Managing Summer Heat for Holstein Steers on a Self-Feeder

James Grothe, Dairy Beef Specialist/Commercial Account Manager

Summer temperatures are already here or right around the corner, so now is the time to start getting feedlot cattle ready for the heat. Holstein steers actually take the heat well, but still require the right management to give the best performance and prevent losses due to poor feed conversion.

For cattle on a self-feeder, consistent intake is a major factor in good performance. To get the most consistent intake, we need to follow some good management practices:

  • It is crucial to keep fines to a minimum. To do so, mix rations as little as possible (least amount of time); putting the corn in first, followed by pellets. Use a mixer that has been flushed and is clean of fines or other ground feed. Quick dietary changes or an excessive amount of fines can cause inconsistent intake and result in digestive upset.
  • Try to use the same corn source all summer. If the corn source must change, make it slow and gradual. Be careful in the early summer when cold corn sweats as it is taken out of the bin and exposed to +80°F temperatures, causing the pellets to break up. This is important because without pellet intake, the steers get little dietary protein, Rumensin®, or other nutrients needed for a balanced ration.
  • Clean the bunks often to keep them free of fines and moldy feed. Keep feed fresher by not mixing more than a two-week supply at one time, and keep less than a month supply of pellets on hand. Kent pellets should be stored in a bin and not in open storage where moisture from humidity and rain can get pellets wet and cause them to break up.
  • Steers should have access to free-choice salt (block or loose) at all times.

Steer lot management is extremely important, perhaps more important than nutrition, when using self-feeder systems.

  • Access to water is critical in summer heat. Make sure the water flow and/or fill rate is adequate to keep up with the number of cattle in the feedlot.
  • Proper square footage in the lot per animal is very important because overcrowding will cause overheating, resulting in inconsistent feed intakes.
  • Manage the manure in a “less is better” way. A big manure pack in a barn gives off heat.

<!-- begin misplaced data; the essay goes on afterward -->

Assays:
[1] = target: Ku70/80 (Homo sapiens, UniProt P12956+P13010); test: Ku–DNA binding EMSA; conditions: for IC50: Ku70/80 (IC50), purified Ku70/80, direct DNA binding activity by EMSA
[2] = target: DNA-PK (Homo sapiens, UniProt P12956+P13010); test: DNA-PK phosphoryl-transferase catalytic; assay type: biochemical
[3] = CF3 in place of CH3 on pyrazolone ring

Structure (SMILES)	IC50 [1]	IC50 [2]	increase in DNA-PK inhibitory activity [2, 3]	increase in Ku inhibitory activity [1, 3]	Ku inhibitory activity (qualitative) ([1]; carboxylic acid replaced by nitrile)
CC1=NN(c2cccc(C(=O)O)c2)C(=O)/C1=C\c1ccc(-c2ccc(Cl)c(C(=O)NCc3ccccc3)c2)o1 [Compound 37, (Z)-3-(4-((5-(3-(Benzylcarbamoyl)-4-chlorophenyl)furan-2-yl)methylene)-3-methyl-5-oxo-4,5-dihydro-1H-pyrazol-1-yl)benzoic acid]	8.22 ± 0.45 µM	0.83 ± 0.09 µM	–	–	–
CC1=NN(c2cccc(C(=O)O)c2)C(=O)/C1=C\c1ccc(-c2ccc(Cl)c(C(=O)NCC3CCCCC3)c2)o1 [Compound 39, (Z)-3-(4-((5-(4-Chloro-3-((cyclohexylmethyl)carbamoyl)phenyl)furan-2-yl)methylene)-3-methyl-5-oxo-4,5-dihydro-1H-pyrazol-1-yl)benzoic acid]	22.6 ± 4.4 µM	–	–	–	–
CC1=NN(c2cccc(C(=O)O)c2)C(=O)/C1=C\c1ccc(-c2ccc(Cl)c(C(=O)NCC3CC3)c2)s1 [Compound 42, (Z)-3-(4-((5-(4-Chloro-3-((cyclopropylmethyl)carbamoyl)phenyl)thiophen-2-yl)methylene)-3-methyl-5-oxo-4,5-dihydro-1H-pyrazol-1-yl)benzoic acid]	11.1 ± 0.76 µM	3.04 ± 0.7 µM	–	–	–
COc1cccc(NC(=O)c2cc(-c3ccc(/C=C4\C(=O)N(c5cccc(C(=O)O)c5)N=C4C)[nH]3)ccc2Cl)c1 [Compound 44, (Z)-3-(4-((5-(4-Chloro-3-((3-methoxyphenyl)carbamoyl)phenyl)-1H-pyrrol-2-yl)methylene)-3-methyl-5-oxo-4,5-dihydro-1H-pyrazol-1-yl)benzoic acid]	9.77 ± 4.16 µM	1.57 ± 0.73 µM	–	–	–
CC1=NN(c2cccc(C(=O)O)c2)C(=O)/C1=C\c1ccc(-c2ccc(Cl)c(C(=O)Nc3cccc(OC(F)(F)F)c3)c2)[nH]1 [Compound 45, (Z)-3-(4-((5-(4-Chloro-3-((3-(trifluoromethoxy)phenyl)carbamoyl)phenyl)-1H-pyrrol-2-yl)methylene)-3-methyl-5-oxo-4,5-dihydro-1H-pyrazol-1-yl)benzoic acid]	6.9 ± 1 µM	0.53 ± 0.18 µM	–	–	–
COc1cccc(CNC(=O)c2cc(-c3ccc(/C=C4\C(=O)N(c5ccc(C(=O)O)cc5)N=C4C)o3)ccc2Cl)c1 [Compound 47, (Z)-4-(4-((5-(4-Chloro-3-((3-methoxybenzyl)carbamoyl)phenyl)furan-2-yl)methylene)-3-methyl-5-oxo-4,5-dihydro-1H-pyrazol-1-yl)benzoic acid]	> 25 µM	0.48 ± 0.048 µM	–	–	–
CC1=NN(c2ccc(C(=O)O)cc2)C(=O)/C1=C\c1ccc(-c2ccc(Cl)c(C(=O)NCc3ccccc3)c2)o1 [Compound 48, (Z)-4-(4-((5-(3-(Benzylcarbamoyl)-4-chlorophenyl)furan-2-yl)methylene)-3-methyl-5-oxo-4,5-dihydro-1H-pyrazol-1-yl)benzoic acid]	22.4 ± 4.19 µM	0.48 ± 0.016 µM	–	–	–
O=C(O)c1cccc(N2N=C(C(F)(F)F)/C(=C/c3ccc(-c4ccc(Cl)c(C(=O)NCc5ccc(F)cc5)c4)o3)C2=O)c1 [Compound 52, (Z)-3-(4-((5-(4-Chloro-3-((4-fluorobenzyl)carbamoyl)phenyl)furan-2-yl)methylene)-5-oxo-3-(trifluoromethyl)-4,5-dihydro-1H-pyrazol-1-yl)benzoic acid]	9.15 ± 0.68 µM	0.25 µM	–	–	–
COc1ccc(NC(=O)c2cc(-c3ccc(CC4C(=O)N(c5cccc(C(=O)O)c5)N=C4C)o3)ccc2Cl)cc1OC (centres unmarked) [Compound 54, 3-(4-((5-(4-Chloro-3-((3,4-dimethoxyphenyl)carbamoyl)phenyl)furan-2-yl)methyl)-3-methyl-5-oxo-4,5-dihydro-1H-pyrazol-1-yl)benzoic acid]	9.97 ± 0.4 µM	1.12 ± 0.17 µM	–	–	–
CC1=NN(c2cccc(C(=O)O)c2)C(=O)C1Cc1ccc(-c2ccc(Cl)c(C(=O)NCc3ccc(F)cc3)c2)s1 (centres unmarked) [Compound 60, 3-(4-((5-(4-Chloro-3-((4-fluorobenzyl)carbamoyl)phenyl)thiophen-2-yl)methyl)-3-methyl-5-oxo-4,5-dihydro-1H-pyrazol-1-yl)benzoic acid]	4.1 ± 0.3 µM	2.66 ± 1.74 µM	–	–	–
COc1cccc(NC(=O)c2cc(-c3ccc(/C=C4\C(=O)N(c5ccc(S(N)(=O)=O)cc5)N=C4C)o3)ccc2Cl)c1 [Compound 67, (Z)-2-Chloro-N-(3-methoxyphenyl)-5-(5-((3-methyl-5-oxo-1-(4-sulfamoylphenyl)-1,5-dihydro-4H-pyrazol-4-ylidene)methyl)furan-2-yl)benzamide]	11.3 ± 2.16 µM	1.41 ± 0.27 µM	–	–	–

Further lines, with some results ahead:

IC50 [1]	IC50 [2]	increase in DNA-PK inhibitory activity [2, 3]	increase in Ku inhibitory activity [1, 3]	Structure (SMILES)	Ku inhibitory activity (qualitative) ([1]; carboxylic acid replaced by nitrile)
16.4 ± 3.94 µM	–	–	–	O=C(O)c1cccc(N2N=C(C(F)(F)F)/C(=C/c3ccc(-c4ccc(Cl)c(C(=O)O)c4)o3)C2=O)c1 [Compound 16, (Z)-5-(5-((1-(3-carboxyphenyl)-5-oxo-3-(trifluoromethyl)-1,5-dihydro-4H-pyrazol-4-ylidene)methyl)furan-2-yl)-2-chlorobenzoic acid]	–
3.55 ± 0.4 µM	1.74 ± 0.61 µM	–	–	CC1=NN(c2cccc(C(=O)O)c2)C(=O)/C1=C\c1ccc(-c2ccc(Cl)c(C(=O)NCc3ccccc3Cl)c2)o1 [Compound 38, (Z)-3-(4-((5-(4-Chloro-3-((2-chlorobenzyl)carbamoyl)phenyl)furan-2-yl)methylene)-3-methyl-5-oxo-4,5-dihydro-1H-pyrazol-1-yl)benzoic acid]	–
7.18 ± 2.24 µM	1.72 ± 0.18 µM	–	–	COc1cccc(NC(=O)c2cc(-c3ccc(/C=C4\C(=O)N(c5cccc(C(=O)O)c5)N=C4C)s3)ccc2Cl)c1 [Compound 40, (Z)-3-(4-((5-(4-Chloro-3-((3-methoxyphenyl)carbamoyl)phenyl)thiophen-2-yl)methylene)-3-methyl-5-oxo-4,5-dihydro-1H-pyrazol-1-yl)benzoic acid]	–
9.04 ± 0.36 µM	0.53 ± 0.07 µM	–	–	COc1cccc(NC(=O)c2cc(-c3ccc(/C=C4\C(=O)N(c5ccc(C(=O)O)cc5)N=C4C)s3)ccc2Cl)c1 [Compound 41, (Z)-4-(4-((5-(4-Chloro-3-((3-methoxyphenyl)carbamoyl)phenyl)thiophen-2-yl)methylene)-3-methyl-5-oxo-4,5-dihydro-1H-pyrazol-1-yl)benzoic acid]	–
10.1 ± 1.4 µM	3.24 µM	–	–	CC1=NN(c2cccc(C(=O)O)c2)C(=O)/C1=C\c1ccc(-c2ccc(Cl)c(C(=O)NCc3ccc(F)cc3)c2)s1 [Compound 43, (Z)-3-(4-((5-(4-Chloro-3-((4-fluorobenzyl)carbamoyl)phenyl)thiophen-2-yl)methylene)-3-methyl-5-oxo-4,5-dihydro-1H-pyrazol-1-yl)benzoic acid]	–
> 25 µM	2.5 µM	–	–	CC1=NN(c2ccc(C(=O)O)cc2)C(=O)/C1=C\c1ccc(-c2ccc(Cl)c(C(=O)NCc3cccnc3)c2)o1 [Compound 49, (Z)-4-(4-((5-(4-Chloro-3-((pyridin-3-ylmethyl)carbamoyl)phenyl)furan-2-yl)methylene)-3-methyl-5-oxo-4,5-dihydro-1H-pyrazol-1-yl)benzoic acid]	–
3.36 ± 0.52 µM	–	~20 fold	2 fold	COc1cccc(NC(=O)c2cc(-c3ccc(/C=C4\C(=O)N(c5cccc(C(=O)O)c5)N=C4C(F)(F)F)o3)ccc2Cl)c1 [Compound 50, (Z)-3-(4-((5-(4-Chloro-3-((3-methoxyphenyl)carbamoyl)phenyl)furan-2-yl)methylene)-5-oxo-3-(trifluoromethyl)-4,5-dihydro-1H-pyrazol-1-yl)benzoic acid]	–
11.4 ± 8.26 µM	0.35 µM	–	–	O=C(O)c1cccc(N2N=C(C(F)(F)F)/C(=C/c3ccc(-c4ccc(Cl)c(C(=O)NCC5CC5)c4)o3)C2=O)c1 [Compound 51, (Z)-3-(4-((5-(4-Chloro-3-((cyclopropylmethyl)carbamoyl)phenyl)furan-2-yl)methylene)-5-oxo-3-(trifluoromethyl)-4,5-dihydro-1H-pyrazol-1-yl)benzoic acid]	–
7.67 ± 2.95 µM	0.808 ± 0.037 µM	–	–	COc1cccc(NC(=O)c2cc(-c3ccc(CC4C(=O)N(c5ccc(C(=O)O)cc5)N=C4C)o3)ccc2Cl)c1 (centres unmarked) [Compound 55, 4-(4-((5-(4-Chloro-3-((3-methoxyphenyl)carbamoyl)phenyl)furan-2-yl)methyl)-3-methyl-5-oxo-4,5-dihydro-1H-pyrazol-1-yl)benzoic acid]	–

• Moving air with fans or the use of open buildings will help keep a more consistent body temperature and help steers stay on feed.
  • Often, producers discontinue bedding in the summer, but you should maintain a bedding schedule even if it is dry. Just use less, because cattle need the routine of bedding and consider fiber part of the ration.
  • One of the best practices to use in high temperature situations may be to just observe the cattle to judge whether they seem comfortable and if not, determine the cause. To do so, walk the cattle and get them all up during different times of the day. However, do not stir the cattle during the hottest part of the day. This will help keep intakes optimal and stress levels down.

Poor management practices can increase feed required per pound of gain by as much as 1⁄4-1 lb of feed/lb gain. If the loss is 1⁄2 pound of feed per pound of gain and gain is 250 pounds over 90 days of heat, that’s 125 pounds of feed, or over two bushels of corn – which comes out to over $13 per steer or $0.14 per steer per day!

Are there other things we can do to the ration to help manage heat stress?

  • BoVantage® may help keep cattle on feed better during times of high heat. The cost of BoVantage is comparable to the additional 1⁄2 pound of feed per pound of gain.
  • EnergiLass® Rumen Booster tubs may also help keep cattle on feed. However, they need to be close to the feed and water, otherwise cattle lick them all day instead of eating their feed. Holsteins are curious about new things in the pen and will want to check out the tubs at first, increasing the potential for over-consumption.
  • Beef Buffer Pellets may help maintain a favorable pH in the rumen to support appetite and digestion. It may aid in stabilizing the gut environment when consumption is sporadic during hot days.

Otherwise, the best thing to do for your dairy beef calves is good basic management and Precision® Dairy Beef Finisher.